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Yes I do know that there is lot's of instructables on this circuit, and that is easy to program one on lets say arduino then to build one from scrap using analog electronics.

I made this last night so I wanted to share it with you.The circuit is based on NE555 oscillation circuit that feeds IC 4017, the output pin 3 on the NE555 is connected to clock pin (14) on the 4017.

The oscillation circuit creates oscillation, the frequencies of the oscillation depends on the resistors and capacitors that are in the circuit with NE555:

f=1,44/(R1+2R2)*C

4017 uses this waves to activate outputs from 0-9.The speed of LED-s on/of depends on the wave that comes from NE555.

There are many circuits online but they are working on same principle, it is easy to program a PIC to make a same effect but I already did this using arduino and PIC16f877 but a wanted to see al the magic using analog electronic and reuse materials predicted to go in garbage.

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For this circuit I used:

-3x LED
-1x NE555

-1x capacitor 3.3uF or 2.2uF

-2x resistors 1k and 10 k

-1x IC 4017

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<p>is the 1K resistor really needed? i only got 10K and 220r resistor atm.</p>
<p>very cool.</p><p>I have a whole collection of &quot;artworks&quot; using the 555 / 4017 circuits. Using switching diodes and transistors (super cheap on Amazon in bulk) the output from the 4017 can do some amazing things.</p><p>keep experimenting and watch for my schematics (mostly from the &quot;Radio Shack&quot; projects books of the early 80's) at https://www.instructables.com/Remedios667 </p>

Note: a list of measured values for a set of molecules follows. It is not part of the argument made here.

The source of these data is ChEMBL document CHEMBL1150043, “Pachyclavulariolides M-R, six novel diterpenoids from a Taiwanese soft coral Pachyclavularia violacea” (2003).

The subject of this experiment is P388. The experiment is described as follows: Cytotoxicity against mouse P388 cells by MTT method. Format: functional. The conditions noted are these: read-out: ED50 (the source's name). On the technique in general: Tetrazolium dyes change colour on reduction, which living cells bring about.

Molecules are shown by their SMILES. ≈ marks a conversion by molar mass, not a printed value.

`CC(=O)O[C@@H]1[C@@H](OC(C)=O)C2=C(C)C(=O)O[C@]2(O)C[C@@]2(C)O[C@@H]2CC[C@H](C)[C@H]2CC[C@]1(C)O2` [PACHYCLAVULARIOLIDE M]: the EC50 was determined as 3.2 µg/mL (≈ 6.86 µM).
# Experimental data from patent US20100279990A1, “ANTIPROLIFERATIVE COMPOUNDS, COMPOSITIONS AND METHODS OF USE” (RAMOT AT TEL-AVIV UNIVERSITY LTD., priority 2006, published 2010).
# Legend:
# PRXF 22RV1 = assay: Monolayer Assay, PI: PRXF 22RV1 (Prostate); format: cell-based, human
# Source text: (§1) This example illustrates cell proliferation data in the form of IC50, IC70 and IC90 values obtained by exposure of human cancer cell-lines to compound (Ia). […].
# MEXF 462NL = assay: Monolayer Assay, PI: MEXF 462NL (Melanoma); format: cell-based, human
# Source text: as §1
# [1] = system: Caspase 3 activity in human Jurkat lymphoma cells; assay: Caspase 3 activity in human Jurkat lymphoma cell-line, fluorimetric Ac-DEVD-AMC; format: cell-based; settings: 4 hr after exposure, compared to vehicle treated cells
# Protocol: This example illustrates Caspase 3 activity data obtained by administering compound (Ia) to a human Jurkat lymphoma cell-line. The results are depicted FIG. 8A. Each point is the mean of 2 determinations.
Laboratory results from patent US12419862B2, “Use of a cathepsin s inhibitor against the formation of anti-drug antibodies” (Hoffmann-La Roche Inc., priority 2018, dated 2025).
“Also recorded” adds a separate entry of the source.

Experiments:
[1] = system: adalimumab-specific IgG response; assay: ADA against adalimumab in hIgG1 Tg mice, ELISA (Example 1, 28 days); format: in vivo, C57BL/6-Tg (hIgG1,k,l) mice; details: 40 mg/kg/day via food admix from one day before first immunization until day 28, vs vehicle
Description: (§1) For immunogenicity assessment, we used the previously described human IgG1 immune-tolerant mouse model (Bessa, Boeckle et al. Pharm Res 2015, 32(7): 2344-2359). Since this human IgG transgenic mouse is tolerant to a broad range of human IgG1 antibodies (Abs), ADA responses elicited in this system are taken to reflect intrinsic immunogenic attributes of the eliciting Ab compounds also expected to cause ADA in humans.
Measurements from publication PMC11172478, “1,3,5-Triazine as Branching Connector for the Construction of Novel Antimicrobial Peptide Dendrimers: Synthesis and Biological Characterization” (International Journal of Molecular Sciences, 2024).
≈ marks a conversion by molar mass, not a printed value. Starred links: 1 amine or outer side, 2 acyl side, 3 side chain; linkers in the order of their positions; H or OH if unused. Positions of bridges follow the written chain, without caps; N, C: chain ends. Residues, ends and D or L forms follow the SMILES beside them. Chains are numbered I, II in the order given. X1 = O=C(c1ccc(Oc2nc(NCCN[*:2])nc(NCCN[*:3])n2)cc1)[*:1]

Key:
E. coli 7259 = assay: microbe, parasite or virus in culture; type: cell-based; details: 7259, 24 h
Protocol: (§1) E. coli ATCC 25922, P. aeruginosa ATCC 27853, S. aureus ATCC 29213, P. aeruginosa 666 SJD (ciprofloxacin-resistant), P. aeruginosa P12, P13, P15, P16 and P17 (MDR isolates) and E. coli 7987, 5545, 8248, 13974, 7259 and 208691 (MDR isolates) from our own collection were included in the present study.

<p>Nice, I also have a small collection of 555 circuits </p>
they also make dual and quad 555's on 14 and 16 pin DIP's. there is a tech book dedicated to just the 555 (by Forest Mimm's ?). <br> a lot of obsolete but still available chips are out there, I can't see anything that the Arduino can do that couldn't be done with basic logic chips so I'm slow to adopt learning to compile C scripts.<br> I have junk boxes full of projects that I'm not sure if I even documented.<br> the output's of early CMOS chips can be delicate....using basic switching diodes to avoid current spikes and reverse polaity's are a must.....also: always use chip carriers...nothing worse than having to extract a burnt out 4017....<br>
<p>I use standard 8 pin 555 but I will get some of 14 pin :D</p>
<p>You Should mention the great Web site you took this from.</p><p>http://www.talkingelectronics.com</p>
<p>I just took schematic but, credits go to them, tnx for mentioning that :D</p>

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